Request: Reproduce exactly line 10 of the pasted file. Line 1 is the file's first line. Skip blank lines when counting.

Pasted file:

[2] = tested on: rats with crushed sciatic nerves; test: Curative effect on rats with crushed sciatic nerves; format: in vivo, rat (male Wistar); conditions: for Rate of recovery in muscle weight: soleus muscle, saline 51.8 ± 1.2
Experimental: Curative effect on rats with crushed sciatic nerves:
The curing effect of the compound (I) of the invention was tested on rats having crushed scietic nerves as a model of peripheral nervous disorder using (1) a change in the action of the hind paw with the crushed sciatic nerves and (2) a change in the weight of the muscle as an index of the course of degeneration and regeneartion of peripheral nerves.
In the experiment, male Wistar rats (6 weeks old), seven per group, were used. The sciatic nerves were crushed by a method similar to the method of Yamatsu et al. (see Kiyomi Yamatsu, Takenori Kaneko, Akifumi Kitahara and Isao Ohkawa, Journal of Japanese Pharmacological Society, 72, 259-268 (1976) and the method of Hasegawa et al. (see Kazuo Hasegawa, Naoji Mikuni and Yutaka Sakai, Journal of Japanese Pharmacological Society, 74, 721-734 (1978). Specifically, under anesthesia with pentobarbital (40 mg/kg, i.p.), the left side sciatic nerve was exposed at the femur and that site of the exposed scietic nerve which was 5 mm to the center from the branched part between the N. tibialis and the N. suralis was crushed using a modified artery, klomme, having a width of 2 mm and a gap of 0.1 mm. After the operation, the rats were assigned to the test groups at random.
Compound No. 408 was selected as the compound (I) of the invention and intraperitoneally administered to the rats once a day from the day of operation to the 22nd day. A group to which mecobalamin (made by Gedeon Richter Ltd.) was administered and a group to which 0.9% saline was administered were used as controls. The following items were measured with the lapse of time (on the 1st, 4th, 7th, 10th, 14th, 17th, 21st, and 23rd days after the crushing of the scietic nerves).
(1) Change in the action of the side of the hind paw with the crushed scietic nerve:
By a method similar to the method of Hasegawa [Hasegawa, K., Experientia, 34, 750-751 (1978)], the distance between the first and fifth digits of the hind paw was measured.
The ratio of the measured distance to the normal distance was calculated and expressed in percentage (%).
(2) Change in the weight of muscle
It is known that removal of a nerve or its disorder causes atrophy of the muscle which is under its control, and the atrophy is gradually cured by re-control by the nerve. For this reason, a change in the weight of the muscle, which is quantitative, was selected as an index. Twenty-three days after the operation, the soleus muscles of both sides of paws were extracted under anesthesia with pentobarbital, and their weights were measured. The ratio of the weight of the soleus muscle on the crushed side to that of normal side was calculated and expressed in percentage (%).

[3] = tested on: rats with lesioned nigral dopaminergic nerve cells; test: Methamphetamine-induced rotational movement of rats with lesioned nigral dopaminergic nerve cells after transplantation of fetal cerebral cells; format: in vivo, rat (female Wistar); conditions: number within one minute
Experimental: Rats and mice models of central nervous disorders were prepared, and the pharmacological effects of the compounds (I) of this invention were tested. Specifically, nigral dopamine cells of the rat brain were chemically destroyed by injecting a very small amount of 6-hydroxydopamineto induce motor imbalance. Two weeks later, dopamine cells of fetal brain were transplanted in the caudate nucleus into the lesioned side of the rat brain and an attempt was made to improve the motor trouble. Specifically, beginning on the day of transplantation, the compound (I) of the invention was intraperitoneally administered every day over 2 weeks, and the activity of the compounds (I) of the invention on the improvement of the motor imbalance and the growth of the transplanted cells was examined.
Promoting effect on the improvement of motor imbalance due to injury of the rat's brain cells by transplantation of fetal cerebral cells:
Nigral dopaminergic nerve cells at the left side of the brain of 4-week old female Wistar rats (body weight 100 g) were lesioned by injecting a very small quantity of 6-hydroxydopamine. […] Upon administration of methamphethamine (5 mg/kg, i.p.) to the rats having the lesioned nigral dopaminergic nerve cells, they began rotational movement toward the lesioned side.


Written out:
It is known that removal of a nerve or its disorder causes atrophy of the muscle which is under its control, and the atrophy is gradually cured by re-control by the nerve. For this reason, a change in the weight of the muscle, which is quantitative, was selected as an index. Twenty-three days after the operation, the soleus muscles of both sides of paws were extracted under anesthesia with pentobarbital, and their weights were measured. The ratio of the weight of the soleus muscle on the crushed side to that of normal side was calculated and expressed in percentage (%).